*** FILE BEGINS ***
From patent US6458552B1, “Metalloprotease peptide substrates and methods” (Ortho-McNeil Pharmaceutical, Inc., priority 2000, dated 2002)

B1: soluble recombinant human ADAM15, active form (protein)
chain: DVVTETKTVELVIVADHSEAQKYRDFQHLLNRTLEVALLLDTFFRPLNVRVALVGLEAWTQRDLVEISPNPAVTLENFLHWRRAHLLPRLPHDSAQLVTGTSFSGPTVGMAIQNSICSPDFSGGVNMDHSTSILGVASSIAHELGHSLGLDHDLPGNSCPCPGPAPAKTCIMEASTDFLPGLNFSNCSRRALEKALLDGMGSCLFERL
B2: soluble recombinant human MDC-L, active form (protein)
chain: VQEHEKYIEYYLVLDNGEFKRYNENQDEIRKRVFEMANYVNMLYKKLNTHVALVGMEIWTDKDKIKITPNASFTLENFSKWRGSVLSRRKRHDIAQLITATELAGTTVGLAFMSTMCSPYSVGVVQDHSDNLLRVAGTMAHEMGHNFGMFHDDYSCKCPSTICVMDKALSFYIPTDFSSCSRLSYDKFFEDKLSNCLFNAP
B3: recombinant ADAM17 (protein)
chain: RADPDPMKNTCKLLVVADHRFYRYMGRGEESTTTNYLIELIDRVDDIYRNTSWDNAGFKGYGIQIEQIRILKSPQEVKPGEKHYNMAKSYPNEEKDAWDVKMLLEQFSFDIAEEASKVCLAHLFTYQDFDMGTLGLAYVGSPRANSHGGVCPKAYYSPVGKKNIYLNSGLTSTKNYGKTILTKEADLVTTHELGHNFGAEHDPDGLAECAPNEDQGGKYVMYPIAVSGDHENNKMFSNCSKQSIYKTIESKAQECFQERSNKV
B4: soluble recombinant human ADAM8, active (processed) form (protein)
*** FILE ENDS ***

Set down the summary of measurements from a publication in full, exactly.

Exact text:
From patent US6458552B1, “Metalloprotease peptide substrates and methods” (Ortho-McNeil Pharmaceutical, Inc., priority 2000, dated 2002)

B1: soluble recombinant human ADAM15, active form (protein)
chain: DVVTETKTVELVIVADHSEAQKYRDFQHLLNRTLEVALLLDTFFRPLNVRVALVGLEAWTQRDLVEISPNPAVTLENFLHWRRAHLLPRLPHDSAQLVTGTSFSGPTVGMAIQNSICSPDFSGGVNMDHSTSILGVASSIAHELGHSLGLDHDLPGNSCPCPGPAPAKTCIMEASTDFLPGLNFSNCSRRALEKALLDGMGSCLFERL
B2: soluble recombinant human MDC-L, active form (protein)
chain: VQEHEKYIEYYLVLDNGEFKRYNENQDEIRKRVFEMANYVNMLYKKLNTHVALVGMEIWTDKDKIKITPNASFTLENFSKWRGSVLSRRKRHDIAQLITATELAGTTVGLAFMSTMCSPYSVGVVQDHSDNLLRVAGTMAHEMGHNFGMFHDDYSCKCPSTICVMDKALSFYIPTDFSSCSRLSYDKFFEDKLSNCLFNAP
B3: recombinant ADAM17 (protein)
chain: RADPDPMKNTCKLLVVADHRFYRYMGRGEESTTTNYLIELIDRVDDIYRNTSWDNAGFKGYGIQIEQIRILKSPQEVKPGEKHYNMAKSYPNEEKDAWDVKMLLEQFSFDIAEEASKVCLAHLFTYQDFDMGTLGLAYVGSPRANSHGGVCPKAYYSPVGKKNIYLNSGLTSTKNYGKTILTKEADLVTTHELGHNFGAEHDPDGLAECAPNEDQGGKYVMYPIAVSGDHENNKMFSNCSKQSIYKTIESKAQECFQERSNKV
B4: soluble recombinant human ADAM8, active (processed) form (protein)